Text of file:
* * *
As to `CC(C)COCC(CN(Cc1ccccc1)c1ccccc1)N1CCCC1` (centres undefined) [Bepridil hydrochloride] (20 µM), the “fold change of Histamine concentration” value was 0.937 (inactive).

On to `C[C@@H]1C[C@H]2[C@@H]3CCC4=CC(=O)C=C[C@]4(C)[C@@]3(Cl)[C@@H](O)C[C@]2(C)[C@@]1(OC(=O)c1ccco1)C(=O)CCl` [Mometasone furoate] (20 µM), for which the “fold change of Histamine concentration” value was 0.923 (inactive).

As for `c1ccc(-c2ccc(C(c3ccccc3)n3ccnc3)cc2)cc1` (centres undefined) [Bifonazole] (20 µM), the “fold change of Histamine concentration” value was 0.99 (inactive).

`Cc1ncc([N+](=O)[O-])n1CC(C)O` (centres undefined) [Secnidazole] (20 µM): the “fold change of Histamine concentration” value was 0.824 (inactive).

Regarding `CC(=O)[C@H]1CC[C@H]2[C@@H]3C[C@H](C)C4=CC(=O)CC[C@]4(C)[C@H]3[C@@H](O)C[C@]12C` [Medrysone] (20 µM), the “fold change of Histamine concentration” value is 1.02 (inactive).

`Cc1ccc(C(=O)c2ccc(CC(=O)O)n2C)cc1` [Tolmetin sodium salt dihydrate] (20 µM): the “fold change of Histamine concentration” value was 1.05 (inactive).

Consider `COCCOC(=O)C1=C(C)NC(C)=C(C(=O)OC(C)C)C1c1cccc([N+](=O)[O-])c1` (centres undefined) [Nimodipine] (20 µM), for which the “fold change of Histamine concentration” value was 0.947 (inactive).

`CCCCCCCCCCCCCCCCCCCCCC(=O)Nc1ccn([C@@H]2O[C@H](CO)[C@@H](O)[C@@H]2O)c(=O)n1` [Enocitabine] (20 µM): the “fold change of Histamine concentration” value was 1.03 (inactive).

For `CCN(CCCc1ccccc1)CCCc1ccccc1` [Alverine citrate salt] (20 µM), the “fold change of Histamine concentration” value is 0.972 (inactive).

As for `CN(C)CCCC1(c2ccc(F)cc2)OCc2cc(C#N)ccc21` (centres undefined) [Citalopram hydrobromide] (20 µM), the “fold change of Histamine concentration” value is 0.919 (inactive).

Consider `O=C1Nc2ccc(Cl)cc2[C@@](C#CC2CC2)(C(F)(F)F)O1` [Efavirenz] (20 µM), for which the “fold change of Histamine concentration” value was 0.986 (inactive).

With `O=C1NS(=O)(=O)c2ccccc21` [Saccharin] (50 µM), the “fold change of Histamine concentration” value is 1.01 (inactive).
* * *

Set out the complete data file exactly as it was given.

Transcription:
As to `CC(C)COCC(CN(Cc1ccccc1)c1ccccc1)N1CCCC1` (centres undefined) [Bepridil hydrochloride] (20 µM), the “fold change of Histamine concentration” value was 0.937 (inactive).

On to `C[C@@H]1C[C@H]2[C@@H]3CCC4=CC(=O)C=C[C@]4(C)[C@@]3(Cl)[C@@H](O)C[C@]2(C)[C@@]1(OC(=O)c1ccco1)C(=O)CCl` [Mometasone furoate] (20 µM), for which the “fold change of Histamine concentration” value was 0.923 (inactive).

As for `c1ccc(-c2ccc(C(c3ccccc3)n3ccnc3)cc2)cc1` (centres undefined) [Bifonazole] (20 µM), the “fold change of Histamine concentration” value was 0.99 (inactive).

`Cc1ncc([N+](=O)[O-])n1CC(C)O` (centres undefined) [Secnidazole] (20 µM): the “fold change of Histamine concentration” value was 0.824 (inactive).

Regarding `CC(=O)[C@H]1CC[C@H]2[C@@H]3C[C@H](C)C4=CC(=O)CC[C@]4(C)[C@H]3[C@@H](O)C[C@]12C` [Medrysone] (20 µM), the “fold change of Histamine concentration” value is 1.02 (inactive).

`Cc1ccc(C(=O)c2ccc(CC(=O)O)n2C)cc1` [Tolmetin sodium salt dihydrate] (20 µM): the “fold change of Histamine concentration” value was 1.05 (inactive).

Consider `COCCOC(=O)C1=C(C)NC(C)=C(C(=O)OC(C)C)C1c1cccc([N+](=O)[O-])c1` (centres undefined) [Nimodipine] (20 µM), for which the “fold change of Histamine concentration” value was 0.947 (inactive).

`CCCCCCCCCCCCCCCCCCCCCC(=O)Nc1ccn([C@@H]2O[C@H](CO)[C@@H](O)[C@@H]2O)c(=O)n1` [Enocitabine] (20 µM): the “fold change of Histamine concentration” value was 1.03 (inactive).

For `CCN(CCCc1ccccc1)CCCc1ccccc1` [Alverine citrate salt] (20 µM), the “fold change of Histamine concentration” value is 0.972 (inactive).

As for `CN(C)CCCC1(c2ccc(F)cc2)OCc2cc(C#N)ccc21` (centres undefined) [Citalopram hydrobromide] (20 µM), the “fold change of Histamine concentration” value is 0.919 (inactive).

Consider `O=C1Nc2ccc(Cl)cc2[C@@](C#CC2CC2)(C(F)(F)F)O1` [Efavirenz] (20 µM), for which the “fold change of Histamine concentration” value was 0.986 (inactive).

With `O=C1NS(=O)(=O)c2ccccc21` [Saccharin] (50 µM), the “fold change of Histamine concentration” value is 1.01 (inactive).